Kroll’s 2022 anti-bribery and corruption (ABC) survey results regarding blockchain and cryptocurrency (crypto) align with the geographic and sectoral evolution of the regulatory landscape around digital cryptographic protocols and processes for the flow of data and assets.
News about a blockchain and crypto industry “race” keep gathering, with global investments in the sector reported to have reached over USD 30 billion in 2021.1 The use of blockchain as part of an ABC program holds in the balance at 52% against 48% of respondents worldwide not planning to use it (31%), unsure (7%) or not knowing how it could be used as part of their organization’s ABC program (10%). Among those who confirmed the use of blockchain as part of ABC programs (52%), 24% indicated that their firms were using blockchain, with an additional 29% stating that while not using it yet, their organization was planning to use it as part of their ABC program in the future. These survey results demonstrate a certain, if gradually paced, increase in awareness about and use of the blockchain technology and its distributed security and validation features within the compliance and risk management functions of companies in the countries and regions surveyed. As the sector and its financial ramifications keep growing, this technology brings in its track new anti-bribery and corruption and anti-money laundering (AML) challenges.
From 2020, the Middle East region has been increasingly described as a developing crypto hub and the federal government of the United Arab Emirates (UAE) has encouraged initiatives and issued blockchain strategies, including a 2021 blueprint to transition half of all government transactions onto the blockchain. In early April 2022, the Financial Times reported on Dubai “[attracting] big crypto firms with tailored regulations” after launching a licensing scheme to offer virtual asset licenses, thus making the UAE a haven for the global crypto sector. 2
In line with these regional trends reported in current news above, Kroll’s 2022 ABC survey respondents in the Middle East (Kingdom of Saudi Arabia and the United Arab Emirates) demonstrated through their answers that the region is considerably more involved in the use of blockchain, cryptocurrencies and managing related risks. Middle East respondents (46%) were significantly higher to state that their organization is using blockchain as part of their ABC program, in contrasting with the rest of the world: Europe (27%), Asia Pacific (22%), the U.S. and Canada (13%) and Latin America (11%).
Responses also showed a higher familiarity with the use of the blockchain technology in the area of investments in Latin America (55%) and the Middle East (40%), while the main areas for which the blockchain technology has demonstrated value such as procurement (through tagging, sensitive data and database management), cash and supply management (authentication and anti-counterfeiting) were more subscribed by respondents in the U.S. and Canada (77%), Asia Pacific (75%) and Europe (74%).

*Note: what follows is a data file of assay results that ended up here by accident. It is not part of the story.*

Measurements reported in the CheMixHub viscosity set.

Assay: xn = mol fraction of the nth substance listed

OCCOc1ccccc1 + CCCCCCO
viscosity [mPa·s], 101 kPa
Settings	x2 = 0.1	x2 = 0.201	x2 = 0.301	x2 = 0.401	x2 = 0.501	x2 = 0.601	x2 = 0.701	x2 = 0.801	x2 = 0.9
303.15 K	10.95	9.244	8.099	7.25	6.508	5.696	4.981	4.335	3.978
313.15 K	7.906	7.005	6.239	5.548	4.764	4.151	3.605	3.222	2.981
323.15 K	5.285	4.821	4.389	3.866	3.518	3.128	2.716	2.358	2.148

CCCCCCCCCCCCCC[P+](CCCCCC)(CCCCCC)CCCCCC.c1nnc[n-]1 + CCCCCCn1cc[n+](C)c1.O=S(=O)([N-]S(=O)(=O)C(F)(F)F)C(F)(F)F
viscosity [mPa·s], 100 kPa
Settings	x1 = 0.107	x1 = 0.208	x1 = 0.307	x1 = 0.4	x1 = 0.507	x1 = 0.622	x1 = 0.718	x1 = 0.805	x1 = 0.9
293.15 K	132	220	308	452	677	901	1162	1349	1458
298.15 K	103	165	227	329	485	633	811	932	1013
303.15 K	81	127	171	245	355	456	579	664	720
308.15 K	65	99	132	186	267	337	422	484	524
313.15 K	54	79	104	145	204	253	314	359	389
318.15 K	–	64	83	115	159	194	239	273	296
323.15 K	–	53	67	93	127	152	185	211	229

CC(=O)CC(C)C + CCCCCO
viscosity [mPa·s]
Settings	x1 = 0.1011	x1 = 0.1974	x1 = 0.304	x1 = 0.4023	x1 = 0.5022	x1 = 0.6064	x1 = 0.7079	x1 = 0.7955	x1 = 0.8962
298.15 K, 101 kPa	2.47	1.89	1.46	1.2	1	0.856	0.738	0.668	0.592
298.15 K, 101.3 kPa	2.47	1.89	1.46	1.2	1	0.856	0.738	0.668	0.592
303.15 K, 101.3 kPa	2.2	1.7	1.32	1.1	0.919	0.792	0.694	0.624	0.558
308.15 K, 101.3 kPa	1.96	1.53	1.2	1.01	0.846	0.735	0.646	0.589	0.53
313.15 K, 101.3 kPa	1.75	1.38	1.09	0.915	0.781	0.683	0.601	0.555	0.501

Respondents in the Middle East (61%) were also significantly more likely to state that their company accepts or makes payments through the use of cryptocurrency compared to Asia Pacific (30%), Europe (28%), Latin America (21%) and the U.S. and Canada (12%). Understandably, respondents appreciate the decentralized nature of crypto and perceive the benefits of virtual and secured exchanges not circumscribed to their jurisdiction and local currency. Crypto, while pseudonymous, is traceable and provides a form of assurance that politically-driven seizure, embezzlement and other ABC risks can be tracked, addressed or prevented.
Questions naturally arise from the UAE’s position on crypto due to the fact that the country has just been added to the Financial Action Task Force (FATF) grey list for ”strategic deficiencies” of enhanced monitoring of procedures for the prevention of money laundering at the beginning of March 2022. 3 Following the addition on the grey list by the FATF, regional news reported that Russian expatriates have been flocking to the UAE, since controls on deposits and western sanctions in relation to the war do not apply there.
Notwithstanding the Middle East’s approach to blockchain and crypto that permits more instant unmonitored transactions beyond local borders and currency, a desire to implement blockchain and crypto seems to prepare countries in the region to face crypto risks better. Outside the Middle East (72%), only half of the respondents stated that their organization is prepared for regulatory requirements that prohibit the use of cryptocurrency payments in response to a ransomware attack. A ransomware attack is a type of malware cyberattack where access to a computer or its data is prevented by encryption, and a ransom crypto payment is requested to the benefit of the hacking party. A company making a ransom payment incurs a risk that the funds will be used to commit a crime, including a sanction violation. Unless it proves it had to make the payment under duress and its conduct was a reasonable response to the threat, it may be liable for money laundering offenses, such as in Australia.4
For different reasons that could be attributed to either a total ban5 of or an increased familiarity and use of crypto, respondents in the Kingdom of Saudi Arabia (84%), the United Arab Emirates (76%) and Greater China (68%) showed the highest rate of confidence that their ABC programs address crypto risks such as ransomware, fraud and embezzlement of crypto assets, which may have disappeared from crypto-wallets and -exchanges following a hack.
Overall, excluding the Middle East, firms show limited confidence that their ABC programs can address cryptocurrency risks.
Criminality, Environmental Footprint and Capacity Building Concerns
Stories of ransomware, fraud, hacks and crypto-organized crime may trigger hasty conclusions about blockchain due to a lack of awareness of the technology and an understanding of how it works in sectors other than the financial industry. This is one of the main challenges associated with steps toward blockchain being embraced for implantation.
Illegitimate cryptocurrency operators and frauds abound. An example is the cryptocurrency-based OneCoin Ponzi pyramid scheme which raised USD 4 bn from 2014 to 2016, even though it had no blockchain model or payment system.6 Another cryptocurrency-based Ponzi scheme, Argyle Coin, claiming to be backed in diamonds, was halted in 2019 by the SEC after it stole funds worth USD 30 million from 300 investors. 7